December 15, 2023
Reflection of South-South Excursion
Participating in the “Urban Transformation and Placemaking” workshop with students from the School of Planning and Architecture (SPA) in New Delhi, held in Kathmandu, was truly an enlightening and memorable experience for me. The workshop not only provided valuable insights into the dynamics of urban development but also fostered connections with diverse and engaging individuals.
The first day began with introductions and a stroll through Patan, which set the tone for a series of meaningful interactions. Although the food experience on the first day was not as expected, it marked the beginning of something special. The following day, the schedule had to be changed due to the strike in Kathmandu which led us to explore Patan further. It was during this time that I had the pleasure of meeting Anil Chitrakar sir, whose captivating speech and cheerful nature left a lasting impression on me. I learned more about Pimbahal, an area I had passed and visited numerous times without truly understanding its historical significance.
The next day’s workshop was planned at Sunakothi, an area near my residence, to delve into the issue of road expansion in the core settlement. Despite living in proximity, I had been unaware of the ongoing disputes, relying on rumors for information. The session shed light on the reasons behind the local protests, which made me ponder about my reality of Sunakothi. This segment of the workshop was particularly interesting and an eye-opener for me, and it has surely changed the way I see and think about Sunakothi.
By the end of the Khokhana tour, I was trying my best to keep the same level of enthusiasm and energy that I had started with, but I can’t lie that I was exhausted. However, this was alleviated by the cancellation of the Kirtipur tour, after which we went to Amshad Dai’s family-run restaurant. Here, I created more cherished memories with fellow participants from the SPA. These unplanned moments of bonding contributed significantly to the overall positive experience of the workshop.
The concluding day involved presenting our findings and reflections on the impacts of urban transformation in the visited locations. Drawing upon the metaphor of a lion to symbolize those adapting to the changes brought about by transformation and placemaking, our presentation aimed to convey the resilience and strength exhibited by communities undergoing urban shifts.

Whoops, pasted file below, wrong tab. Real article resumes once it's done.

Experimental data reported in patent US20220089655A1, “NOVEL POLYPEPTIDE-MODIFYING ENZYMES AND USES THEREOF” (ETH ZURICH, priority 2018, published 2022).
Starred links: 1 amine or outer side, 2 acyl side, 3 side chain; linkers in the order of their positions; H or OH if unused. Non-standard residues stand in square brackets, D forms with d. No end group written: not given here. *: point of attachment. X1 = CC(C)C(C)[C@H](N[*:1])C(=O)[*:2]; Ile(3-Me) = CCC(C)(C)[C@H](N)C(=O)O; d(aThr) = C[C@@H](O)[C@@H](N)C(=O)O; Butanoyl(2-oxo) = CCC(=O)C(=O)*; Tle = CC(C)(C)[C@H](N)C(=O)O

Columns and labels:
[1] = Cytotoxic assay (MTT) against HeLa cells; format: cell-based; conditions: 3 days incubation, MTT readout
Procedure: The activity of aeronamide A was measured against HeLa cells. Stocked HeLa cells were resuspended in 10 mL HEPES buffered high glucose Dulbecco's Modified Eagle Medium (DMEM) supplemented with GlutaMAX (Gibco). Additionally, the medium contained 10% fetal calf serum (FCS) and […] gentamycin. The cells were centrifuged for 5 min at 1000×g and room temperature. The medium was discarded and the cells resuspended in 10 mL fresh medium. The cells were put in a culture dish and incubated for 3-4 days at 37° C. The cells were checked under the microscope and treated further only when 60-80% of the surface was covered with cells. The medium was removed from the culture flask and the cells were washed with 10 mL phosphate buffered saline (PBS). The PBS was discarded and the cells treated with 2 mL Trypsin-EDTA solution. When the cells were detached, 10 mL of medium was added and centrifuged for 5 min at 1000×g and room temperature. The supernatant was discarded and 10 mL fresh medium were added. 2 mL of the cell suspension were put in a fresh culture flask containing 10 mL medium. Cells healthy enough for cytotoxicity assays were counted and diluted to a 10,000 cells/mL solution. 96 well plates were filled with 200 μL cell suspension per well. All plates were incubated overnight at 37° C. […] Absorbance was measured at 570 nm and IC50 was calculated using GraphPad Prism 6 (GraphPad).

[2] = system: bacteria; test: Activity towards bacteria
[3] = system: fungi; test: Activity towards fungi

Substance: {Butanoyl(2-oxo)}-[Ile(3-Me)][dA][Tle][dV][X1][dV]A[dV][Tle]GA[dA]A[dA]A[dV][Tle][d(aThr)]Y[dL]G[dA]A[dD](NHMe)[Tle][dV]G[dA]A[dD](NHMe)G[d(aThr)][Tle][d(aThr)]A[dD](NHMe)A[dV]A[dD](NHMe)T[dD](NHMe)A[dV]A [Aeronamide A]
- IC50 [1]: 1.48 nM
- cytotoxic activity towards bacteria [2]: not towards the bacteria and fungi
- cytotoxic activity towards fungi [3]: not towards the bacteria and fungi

In retrospect, the workshop stands out not only for the informative sessions but, more importantly, for the connections formed with diverse individuals. The friendly and fun atmosphere created by the participants, with the engaging activities, made the experience truly enjoyable. The workshop served as a reminder of the importance of such initiatives in raising awareness and fostering connections between people from different backgrounds.
In conclusion, this urban transformation and placemaking workshop in Kathmandu (South-South excursion) was a blend of learning, exploration, and friendship. Participating in workshops of this nature is essential for personal growth, community awareness, and building meaningful connections with others who share a common interest in shaping the urban landscape.
I'm Bivas Rai, a proud Nepalese artist born on May 25, 2000. My artistic journey is a bit unconventional, as my schooling was not in an artistic field. However, I'm currently on the verge of completing my Bachelor's degree in Fine Art at Kathmandu University, specializing in Studio Art. My art draws its inspiration from the everyday occurrences that surround me, the cherished bonds of family, captivating stories, and intriguing mythologies. These influences collectively shape my work, allowing me to convey my unique perspective and emotions as an artist.